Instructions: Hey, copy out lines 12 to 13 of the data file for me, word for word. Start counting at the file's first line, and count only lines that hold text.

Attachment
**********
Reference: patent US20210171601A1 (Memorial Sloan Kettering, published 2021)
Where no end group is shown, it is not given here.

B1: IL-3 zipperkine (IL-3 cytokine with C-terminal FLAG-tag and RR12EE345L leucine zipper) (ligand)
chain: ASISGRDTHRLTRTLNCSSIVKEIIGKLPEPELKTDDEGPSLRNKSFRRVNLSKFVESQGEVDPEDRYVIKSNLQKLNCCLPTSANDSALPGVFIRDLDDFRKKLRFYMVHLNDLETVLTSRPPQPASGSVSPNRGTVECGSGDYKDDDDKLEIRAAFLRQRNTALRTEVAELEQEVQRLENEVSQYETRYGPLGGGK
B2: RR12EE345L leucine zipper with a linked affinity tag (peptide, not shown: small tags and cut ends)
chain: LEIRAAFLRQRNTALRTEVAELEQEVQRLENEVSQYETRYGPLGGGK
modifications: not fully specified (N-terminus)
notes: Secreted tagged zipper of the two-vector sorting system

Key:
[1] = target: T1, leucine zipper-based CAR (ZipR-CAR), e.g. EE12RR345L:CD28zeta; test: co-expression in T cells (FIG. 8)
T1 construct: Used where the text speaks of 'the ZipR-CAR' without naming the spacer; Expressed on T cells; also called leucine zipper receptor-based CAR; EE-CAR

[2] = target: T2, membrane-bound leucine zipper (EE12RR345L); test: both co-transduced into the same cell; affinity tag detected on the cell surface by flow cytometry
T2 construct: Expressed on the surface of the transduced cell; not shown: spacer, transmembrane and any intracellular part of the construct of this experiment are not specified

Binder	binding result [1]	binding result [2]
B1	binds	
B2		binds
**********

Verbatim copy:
[2] = target: T2, membrane-bound leucine zipper (EE12RR345L); test: both co-transduced into the same cell; affinity tag detected on the cell surface by flow cytometry
T2 construct: Expressed on the surface of the transduced cell; not shown: spacer, transmembrane and any intracellular part of the construct of this experiment are not specified